9. The author was offered flexible working conditions in the voluntary sector, but if she had a choice, she would still like to work in ___________________.

10. The author stresses that it is important to recognise employers' ____________ to their disabled employees.



Part III Listening Comprehension (35 minutes)

Section A

Directions: In this section, you will hear 8 short conversations and 2 long conversations. At the end of each conversation, one or more questions will be asked about what was said. Both the conversation and the questions will be spoken only once. After each question there will be a pause. During the pause, you must read the four choices marked A), B), C) and D), and decide which is the best answer. Then mark the corresponding letter on Answer Sheet 2 with a single line through the centre.

11. A) He needs another week for the painting.
B) The painting was completed just in time.
C) The building won't open until next week.
D) His artistic work has been well received.

12. A) Go camping.
B) Decorate his house.
C) Rent a tent.
D) Organize a party.

13. A) She talked with Mr. Wright on the phone.
B) She is about to call Mr. Wright's secretary.
C) She will see Mr. Wright at lunch time.
D) She failed to reach Mr. Wright.

14. A) He is actually very hardworking.
B) He has difficulty finishing his project.
C) He needs to spend more time in the lab.
D) He seldom tells the truth about himself.

15. A) Rules restricting smoking.
B) Ways to quit smoking.
C) Smokers' health problems.
D) Hazards of passive smoking.

16. A) He is out of town all morning.
B) He is tied up in family matters.
C) He has been writing a report.
D) He has got meetings to attend.

17. A) He is not easy-going.
B) He is the speakers' boss.
C) He is not at home this weekend.
D) He seldom invites people to his home.

18. A) Take a break.
B) Refuel his car.
C) cet4v.com
D) Have a cup of coffee.

Questions 19 to 21 are based on the conversation you have just heard.

19. A) They are as good as historical films.
B) They give youngsters a thrill.
C) They have greatly improved.
D) They are better than comics on film.

20. A) The effects were very good.
B) The acting was just so-so.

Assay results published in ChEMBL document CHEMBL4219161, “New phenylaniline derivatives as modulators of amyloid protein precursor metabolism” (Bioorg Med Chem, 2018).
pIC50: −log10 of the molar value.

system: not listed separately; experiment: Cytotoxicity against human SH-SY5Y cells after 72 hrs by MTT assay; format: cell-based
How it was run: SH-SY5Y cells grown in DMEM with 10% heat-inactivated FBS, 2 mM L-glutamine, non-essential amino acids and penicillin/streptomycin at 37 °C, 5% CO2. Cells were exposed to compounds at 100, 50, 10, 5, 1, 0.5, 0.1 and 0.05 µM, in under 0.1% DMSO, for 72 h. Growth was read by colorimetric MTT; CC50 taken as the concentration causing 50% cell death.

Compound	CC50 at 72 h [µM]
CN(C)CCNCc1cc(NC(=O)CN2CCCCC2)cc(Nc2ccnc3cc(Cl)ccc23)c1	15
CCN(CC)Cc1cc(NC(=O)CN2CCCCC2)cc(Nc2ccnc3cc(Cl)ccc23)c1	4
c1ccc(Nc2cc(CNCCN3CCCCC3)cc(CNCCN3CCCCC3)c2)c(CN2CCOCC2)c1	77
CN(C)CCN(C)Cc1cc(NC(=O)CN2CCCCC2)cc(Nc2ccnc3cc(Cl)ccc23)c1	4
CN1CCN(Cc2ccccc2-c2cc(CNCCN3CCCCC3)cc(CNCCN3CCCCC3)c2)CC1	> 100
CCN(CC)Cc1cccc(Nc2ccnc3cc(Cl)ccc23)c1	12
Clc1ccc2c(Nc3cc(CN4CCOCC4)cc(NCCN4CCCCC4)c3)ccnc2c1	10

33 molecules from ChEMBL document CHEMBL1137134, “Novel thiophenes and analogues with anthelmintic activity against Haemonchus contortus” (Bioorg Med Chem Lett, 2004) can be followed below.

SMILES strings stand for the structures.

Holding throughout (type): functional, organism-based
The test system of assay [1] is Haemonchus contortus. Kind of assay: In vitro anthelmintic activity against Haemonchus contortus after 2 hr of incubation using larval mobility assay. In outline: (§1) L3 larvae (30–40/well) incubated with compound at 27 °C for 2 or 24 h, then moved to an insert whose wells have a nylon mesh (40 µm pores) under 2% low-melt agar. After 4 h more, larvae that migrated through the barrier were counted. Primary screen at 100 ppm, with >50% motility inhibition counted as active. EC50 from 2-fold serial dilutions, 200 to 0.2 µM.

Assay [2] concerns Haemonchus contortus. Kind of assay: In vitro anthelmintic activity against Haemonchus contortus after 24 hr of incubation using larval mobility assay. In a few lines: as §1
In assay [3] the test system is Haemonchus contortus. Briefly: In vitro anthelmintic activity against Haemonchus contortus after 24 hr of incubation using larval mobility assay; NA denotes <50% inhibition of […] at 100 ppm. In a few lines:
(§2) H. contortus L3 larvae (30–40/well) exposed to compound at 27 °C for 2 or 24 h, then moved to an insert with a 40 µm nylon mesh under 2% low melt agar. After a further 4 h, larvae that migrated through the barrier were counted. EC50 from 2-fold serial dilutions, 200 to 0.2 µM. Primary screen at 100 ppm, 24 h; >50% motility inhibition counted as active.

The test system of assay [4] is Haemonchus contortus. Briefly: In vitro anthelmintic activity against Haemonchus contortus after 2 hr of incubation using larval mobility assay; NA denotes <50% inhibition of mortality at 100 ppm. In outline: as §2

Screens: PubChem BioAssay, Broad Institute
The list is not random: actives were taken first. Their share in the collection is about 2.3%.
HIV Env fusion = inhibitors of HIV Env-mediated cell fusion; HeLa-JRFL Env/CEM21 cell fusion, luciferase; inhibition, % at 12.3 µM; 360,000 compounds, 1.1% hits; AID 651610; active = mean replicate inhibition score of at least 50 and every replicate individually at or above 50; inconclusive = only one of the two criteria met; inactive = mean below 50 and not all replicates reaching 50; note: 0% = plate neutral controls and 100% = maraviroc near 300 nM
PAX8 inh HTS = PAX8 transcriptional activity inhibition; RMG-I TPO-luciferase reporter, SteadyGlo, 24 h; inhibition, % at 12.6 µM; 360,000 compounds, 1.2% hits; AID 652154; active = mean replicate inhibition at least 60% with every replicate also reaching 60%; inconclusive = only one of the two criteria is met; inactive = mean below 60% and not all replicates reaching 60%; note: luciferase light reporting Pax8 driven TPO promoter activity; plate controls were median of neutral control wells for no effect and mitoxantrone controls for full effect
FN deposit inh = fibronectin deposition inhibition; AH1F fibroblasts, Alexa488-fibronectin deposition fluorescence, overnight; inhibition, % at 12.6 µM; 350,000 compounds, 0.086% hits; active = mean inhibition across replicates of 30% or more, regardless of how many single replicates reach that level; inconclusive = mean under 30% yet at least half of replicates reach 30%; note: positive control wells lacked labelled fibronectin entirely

C) The plot was too complicated.
D) The characters were lifelike.

21. A) They triumphed ultimately over evil in the battle.
B) They played the same role in War of the Worlds.
C) They are popular figures among young people.
D) They are two leading characters in the film.

Questions 22 to 25 are based on the conversation you have just heard.

22. A) It is scheduled on Thursday night.
B) It is supposed to last nine weeks.
C) It takes place once a week.
D) It usually starts at six.

23. A) To make good use of her spare time in the evening.
B) To meet the requirements of her in-service training.
C) To improve her driving skills as quickly as possible.
D) To get some basic knowledge about car maintenance.

24. A) Participate in group discussions.
B) Take turns to make presentations.
C) Listen to the teacher's explanation.
D) Answer the teacher's questions.

25. A) Most of them are female.
B) Some have a part-time job.
C) They plan to buy a new car.
D) A few of them are old chaps.

Section B
Directions: In this section, you will hear 3 short passages. At the end of each passage, you will hear some questions. Both the passage and the questions will be spoken only once. After you hear a question, you must choose the best answer from the four choices marked A), B), C) and D). Then mark the corresponding letter on Answer Sheet 2 with a single line through the centre.


Passage One
Questions 26 to 29 are based on the conversation you have just heard.

26. A) She is not good at making friends.
B) She is not well off.
C) She enjoys company.
D) She likes to go to concerts alone.

27. A) Their similar social status.
B) Their interdependence.
C) Their common interest.
D) Their identical character.

28. A) Invite Pat to a live concert.
B) Buy some gifts for Pat's kids.
C) Help take care of Pat's kids.
D) Pay for Pat's season tickets.